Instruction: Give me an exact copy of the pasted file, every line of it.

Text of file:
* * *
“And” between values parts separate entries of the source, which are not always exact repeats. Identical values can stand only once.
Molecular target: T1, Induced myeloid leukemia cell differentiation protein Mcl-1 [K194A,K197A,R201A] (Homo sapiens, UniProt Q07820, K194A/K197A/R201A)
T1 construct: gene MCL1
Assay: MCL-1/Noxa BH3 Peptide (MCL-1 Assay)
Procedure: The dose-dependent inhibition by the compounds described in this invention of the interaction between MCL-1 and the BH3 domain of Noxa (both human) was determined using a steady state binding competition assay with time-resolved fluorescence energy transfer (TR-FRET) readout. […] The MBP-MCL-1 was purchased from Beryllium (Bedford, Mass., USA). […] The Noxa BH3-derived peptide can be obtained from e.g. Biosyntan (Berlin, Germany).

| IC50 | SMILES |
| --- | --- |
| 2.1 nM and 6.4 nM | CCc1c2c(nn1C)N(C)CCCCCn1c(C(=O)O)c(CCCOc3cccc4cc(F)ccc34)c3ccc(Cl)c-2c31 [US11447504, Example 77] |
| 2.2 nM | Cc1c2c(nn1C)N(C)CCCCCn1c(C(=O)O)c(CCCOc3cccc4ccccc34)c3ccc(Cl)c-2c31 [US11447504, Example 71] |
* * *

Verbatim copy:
“And” between values parts separate entries of the source, which are not always exact repeats. Identical values can stand only once.
Molecular target: T1, Induced myeloid leukemia cell differentiation protein Mcl-1 [K194A,K197A,R201A] (Homo sapiens, UniProt Q07820, K194A/K197A/R201A)
T1 construct: gene MCL1
Assay: MCL-1/Noxa BH3 Peptide (MCL-1 Assay)
Procedure: The dose-dependent inhibition by the compounds described in this invention of the interaction between MCL-1 and the BH3 domain of Noxa (both human) was determined using a steady state binding competition assay with time-resolved fluorescence energy transfer (TR-FRET) readout. […] The MBP-MCL-1 was purchased from Beryllium (Bedford, Mass., USA). […] The Noxa BH3-derived peptide can be obtained from e.g. Biosyntan (Berlin, Germany).

| IC50 | SMILES |
| --- | --- |
| 2.1 nM and 6.4 nM | CCc1c2c(nn1C)N(C)CCCCCn1c(C(=O)O)c(CCCOc3cccc4cc(F)ccc34)c3ccc(Cl)c-2c31 [US11447504, Example 77] |
| 2.2 nM | Cc1c2c(nn1C)N(C)CCCCCn1c(C(=O)O)c(CCCOc3cccc4ccccc34)c3ccc(Cl)c-2c31 [US11447504, Example 71] |